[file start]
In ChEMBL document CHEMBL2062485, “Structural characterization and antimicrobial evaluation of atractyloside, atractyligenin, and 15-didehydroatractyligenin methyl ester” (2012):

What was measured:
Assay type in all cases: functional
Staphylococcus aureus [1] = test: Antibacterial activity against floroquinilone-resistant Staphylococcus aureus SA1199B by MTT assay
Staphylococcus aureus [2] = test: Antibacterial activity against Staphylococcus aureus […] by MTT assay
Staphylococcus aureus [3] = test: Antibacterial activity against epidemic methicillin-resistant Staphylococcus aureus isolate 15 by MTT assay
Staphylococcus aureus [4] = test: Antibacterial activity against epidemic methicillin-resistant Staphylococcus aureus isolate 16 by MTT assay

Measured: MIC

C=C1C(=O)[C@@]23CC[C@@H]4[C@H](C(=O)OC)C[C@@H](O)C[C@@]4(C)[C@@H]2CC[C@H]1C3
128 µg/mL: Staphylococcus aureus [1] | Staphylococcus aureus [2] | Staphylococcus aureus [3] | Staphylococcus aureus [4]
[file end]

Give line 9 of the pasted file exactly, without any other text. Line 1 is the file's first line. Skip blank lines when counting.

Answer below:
C=C1C(=O)[C@@]23CC[C@@H]4[C@H](C(=O)OC)C[C@@H](O)C[C@@]4(C)[C@@H]2CC[C@H]1C3